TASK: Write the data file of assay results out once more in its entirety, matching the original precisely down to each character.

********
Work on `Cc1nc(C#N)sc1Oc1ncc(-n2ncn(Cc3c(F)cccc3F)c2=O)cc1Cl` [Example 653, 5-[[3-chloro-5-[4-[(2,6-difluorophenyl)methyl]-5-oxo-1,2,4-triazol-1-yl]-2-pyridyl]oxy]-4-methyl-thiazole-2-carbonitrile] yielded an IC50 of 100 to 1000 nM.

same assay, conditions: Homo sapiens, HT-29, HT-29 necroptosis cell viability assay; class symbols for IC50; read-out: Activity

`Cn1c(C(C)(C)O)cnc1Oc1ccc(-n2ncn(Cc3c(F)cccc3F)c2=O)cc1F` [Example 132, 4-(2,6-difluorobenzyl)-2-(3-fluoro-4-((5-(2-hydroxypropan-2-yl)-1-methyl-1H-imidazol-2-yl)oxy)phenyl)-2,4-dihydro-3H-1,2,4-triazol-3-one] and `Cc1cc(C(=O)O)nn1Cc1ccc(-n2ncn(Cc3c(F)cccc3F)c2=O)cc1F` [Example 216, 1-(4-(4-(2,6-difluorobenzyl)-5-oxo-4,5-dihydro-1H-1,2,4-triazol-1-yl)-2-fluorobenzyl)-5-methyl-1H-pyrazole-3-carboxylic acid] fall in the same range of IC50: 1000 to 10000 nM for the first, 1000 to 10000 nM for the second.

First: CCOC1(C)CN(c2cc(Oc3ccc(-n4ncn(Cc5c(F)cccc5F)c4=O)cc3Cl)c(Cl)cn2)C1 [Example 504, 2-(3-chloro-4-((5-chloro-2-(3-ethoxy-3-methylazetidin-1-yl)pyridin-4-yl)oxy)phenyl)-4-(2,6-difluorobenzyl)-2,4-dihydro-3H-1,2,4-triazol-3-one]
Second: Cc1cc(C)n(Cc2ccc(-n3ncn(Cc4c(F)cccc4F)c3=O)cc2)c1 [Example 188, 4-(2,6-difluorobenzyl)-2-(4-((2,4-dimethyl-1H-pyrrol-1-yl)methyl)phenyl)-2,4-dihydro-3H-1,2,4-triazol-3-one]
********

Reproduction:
Work on `Cc1nc(C#N)sc1Oc1ncc(-n2ncn(Cc3c(F)cccc3F)c2=O)cc1Cl` [Example 653, 5-[[3-chloro-5-[4-[(2,6-difluorophenyl)methyl]-5-oxo-1,2,4-triazol-1-yl]-2-pyridyl]oxy]-4-methyl-thiazole-2-carbonitrile] yielded an IC50 of 100 to 1000 nM.

same assay, conditions: Homo sapiens, HT-29, HT-29 necroptosis cell viability assay; class symbols for IC50; read-out: Activity

`Cn1c(C(C)(C)O)cnc1Oc1ccc(-n2ncn(Cc3c(F)cccc3F)c2=O)cc1F` [Example 132, 4-(2,6-difluorobenzyl)-2-(3-fluoro-4-((5-(2-hydroxypropan-2-yl)-1-methyl-1H-imidazol-2-yl)oxy)phenyl)-2,4-dihydro-3H-1,2,4-triazol-3-one] and `Cc1cc(C(=O)O)nn1Cc1ccc(-n2ncn(Cc3c(F)cccc3F)c2=O)cc1F` [Example 216, 1-(4-(4-(2,6-difluorobenzyl)-5-oxo-4,5-dihydro-1H-1,2,4-triazol-1-yl)-2-fluorobenzyl)-5-methyl-1H-pyrazole-3-carboxylic acid] fall in the same range of IC50: 1000 to 10000 nM for the first, 1000 to 10000 nM for the second.

First: CCOC1(C)CN(c2cc(Oc3ccc(-n4ncn(Cc5c(F)cccc5F)c4=O)cc3Cl)c(Cl)cn2)C1 [Example 504, 2-(3-chloro-4-((5-chloro-2-(3-ethoxy-3-methylazetidin-1-yl)pyridin-4-yl)oxy)phenyl)-4-(2,6-difluorobenzyl)-2,4-dihydro-3H-1,2,4-triazol-3-one]
Second: Cc1cc(C)n(Cc2ccc(-n3ncn(Cc4c(F)cccc4F)c3=O)cc2)c1 [Example 188, 4-(2,6-difluorobenzyl)-2-(4-((2,4-dimethyl-1H-pyrrol-1-yl)methyl)phenyl)-2,4-dihydro-3H-1,2,4-triazol-3-one]